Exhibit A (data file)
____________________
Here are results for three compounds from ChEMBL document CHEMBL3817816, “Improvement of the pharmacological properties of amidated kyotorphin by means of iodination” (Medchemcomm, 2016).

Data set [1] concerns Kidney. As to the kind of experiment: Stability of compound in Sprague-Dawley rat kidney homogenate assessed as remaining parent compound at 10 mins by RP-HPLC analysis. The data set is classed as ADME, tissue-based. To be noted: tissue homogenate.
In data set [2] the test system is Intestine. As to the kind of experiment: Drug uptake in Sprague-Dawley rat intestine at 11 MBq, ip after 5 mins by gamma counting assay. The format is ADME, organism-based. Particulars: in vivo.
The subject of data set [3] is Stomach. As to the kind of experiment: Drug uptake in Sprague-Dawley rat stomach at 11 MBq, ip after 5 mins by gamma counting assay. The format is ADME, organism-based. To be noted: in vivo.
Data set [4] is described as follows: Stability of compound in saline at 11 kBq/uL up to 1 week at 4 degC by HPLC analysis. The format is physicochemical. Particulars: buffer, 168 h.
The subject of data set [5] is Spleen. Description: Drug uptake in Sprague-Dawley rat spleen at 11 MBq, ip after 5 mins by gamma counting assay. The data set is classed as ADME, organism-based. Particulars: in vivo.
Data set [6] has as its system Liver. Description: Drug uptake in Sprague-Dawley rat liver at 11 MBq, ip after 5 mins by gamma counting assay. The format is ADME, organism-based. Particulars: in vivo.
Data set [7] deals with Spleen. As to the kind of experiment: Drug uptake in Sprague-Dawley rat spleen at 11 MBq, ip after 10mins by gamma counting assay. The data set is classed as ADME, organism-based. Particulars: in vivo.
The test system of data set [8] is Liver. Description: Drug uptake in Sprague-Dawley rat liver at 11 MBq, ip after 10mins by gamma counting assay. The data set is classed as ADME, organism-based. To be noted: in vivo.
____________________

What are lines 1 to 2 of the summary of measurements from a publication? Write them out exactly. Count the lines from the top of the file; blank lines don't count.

Here are results for three compounds from ChEMBL document CHEMBL3817816, “Improvement of the pharmacological properties of amidated kyotorphin by means of iodination” (Medchemcomm, 2016).

Data set [1] concerns Kidney. As to the kind of experiment: Stability of compound in Sprague-Dawley rat kidney homogenate assessed as remaining parent compound at 10 mins by RP-HPLC analysis. The data set is classed as ADME, tissue-based. To be noted: tissue homogenate.